A significantly improved user experience working with large datasets is among important new features introduced with the new version 2.8 of C Visual Explorer (CVE) from Process Plant Computing Limited (PPCL).
A series of global webinars on 24 October will give process and control engineers the opportunity to interrogate the new features and learn about benefits specific to their own applications.
CVE is a unique process visualisation tool that allows engineers to display hundreds of thousands of measurements across hundreds of variables, allowing them to interrogate historical process and laboratory data. CVE allows users to easily explore operating windows and operating envelopes based on their domain knowledge and without the need for deep understanding of higher mathematics.
Predictive analytics is a time-consuming method which requires a data scientist to interpret the results, and which provides generalised answers through simplifications which can destroy much of the richness of the data. By contrast, Geometric Process Control (GPC) – a technology developed at PPCL – avoids these pitfalls.
By providing engineers with graphical tools to work with datasets spanning their entire plant, it allows them to create low-cost predictive models, without equations, to develop new process understanding quickly and easily.
The 24 October webinars will explain how to approach big datasets and explore them visually, using operating envelopes and finding interactions between variables.
GPC allows engineers to fully explore their data and make discoveries that they can’t now. It covers the entire process from incoming analysis through processing conditions to final quality variables, KPIs and performance variables.
Engineers have been using the basic features of CVE for many years to work more efficiently with their plant data. It allows faster and easier management of key areas including alarm rationalisation, process optimisation and plant troubleshooting as well as building and evaluating real-time operating envelope models from C Process Modeller (CPM), PPCL’s online real-time process monitoring and event prediction product.
The new features introduced with CVE 2.8 represent advances in three key areas: improved user experience working with large datasets; across the board display improvements; and new options for alarm-based variables. These will be demonstrated in real time during the October webinars, starting with analysis of a process with 750 variables over a year at 10-minute intervals.
For improved working with large datasets, network versions now use a 64-bit executable, effectively allowing datasets limited only by the computer’s memory. Datasets in excess of 200 million values (product of variables and time points) have been routinely used on typical desktop machines during the development of version 2.8. To help users work with these large datasets, many common tasks have been simplified or automated, including bulk file join and append and bulk creation of function variables. Variable names can be colored, allowing classes of variables to be defined, for instance-controlled variables, valve positions, or even definition by unit.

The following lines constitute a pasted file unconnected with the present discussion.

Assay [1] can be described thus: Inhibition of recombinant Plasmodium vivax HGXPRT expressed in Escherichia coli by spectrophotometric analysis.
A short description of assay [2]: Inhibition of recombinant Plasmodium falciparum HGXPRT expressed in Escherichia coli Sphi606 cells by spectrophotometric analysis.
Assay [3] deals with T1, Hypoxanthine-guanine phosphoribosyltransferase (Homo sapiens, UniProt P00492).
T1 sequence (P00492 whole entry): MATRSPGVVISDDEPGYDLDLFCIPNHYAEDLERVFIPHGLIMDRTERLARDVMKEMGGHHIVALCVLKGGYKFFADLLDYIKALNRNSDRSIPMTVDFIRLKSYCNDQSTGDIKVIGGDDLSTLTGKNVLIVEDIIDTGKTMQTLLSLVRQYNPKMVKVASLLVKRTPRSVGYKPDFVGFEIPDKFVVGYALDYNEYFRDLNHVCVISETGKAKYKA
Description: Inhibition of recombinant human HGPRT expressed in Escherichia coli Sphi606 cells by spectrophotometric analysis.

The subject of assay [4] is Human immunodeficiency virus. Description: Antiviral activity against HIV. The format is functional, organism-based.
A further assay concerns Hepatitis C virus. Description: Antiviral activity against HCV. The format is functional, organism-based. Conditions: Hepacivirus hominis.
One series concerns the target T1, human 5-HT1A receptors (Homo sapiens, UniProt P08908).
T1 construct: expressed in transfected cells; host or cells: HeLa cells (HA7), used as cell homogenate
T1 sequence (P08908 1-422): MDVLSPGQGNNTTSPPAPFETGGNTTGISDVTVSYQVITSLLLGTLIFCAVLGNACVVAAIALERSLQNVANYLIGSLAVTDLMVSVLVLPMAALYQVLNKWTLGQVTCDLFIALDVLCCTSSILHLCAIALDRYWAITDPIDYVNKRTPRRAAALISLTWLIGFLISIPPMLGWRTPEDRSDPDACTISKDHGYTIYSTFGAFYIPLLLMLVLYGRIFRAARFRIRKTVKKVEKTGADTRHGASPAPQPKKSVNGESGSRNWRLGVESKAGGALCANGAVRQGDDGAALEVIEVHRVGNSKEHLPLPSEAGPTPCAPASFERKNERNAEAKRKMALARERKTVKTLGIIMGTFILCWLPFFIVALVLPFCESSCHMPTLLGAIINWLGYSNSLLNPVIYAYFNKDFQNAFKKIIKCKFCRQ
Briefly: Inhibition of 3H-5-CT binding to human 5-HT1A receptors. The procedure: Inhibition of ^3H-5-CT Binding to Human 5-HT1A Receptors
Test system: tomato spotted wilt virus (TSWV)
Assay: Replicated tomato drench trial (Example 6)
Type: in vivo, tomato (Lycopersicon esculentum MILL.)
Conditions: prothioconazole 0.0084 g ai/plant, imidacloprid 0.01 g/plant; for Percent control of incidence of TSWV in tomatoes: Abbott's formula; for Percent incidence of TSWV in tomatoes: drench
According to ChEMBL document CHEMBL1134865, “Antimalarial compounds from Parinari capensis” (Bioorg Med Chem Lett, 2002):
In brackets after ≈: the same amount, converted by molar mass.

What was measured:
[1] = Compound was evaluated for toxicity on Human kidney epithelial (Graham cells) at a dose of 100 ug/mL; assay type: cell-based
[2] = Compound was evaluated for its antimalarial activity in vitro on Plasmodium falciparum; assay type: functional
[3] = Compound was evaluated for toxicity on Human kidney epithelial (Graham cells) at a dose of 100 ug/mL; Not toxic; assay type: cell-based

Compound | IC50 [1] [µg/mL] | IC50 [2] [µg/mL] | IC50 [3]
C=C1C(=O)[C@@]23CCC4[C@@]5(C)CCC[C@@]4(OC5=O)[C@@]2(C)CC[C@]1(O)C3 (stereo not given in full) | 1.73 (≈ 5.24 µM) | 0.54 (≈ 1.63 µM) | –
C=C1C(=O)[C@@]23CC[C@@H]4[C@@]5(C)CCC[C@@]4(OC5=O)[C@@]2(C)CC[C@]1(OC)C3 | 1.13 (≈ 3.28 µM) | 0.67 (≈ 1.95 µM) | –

Display improvements include normalisation options on distribution plots, which allow much easier comparison of populations within the operation. More query colors are also now included, along with the ability to visually remove background data without using focus, as well as many new plot options, including cumulative distributions.
New options for alarm-based variables (alarm count and annunciation rate) now allow direct comparison of alarm performance across different modes of operation, in addition to the existing capability of comparing different alarm sets. For the user the benefit is much quicker evaluation of existing and proposed alarm limits across the range of plant operation. Summary statistics, such as total alarms and clean board rate, are always displayed.
A pre-processing filter has also been added to read the output from the online monitoring tool, C Process Modeller (CPM). This makes it much quicker and easier to analyse replay results and evaluate model performance.
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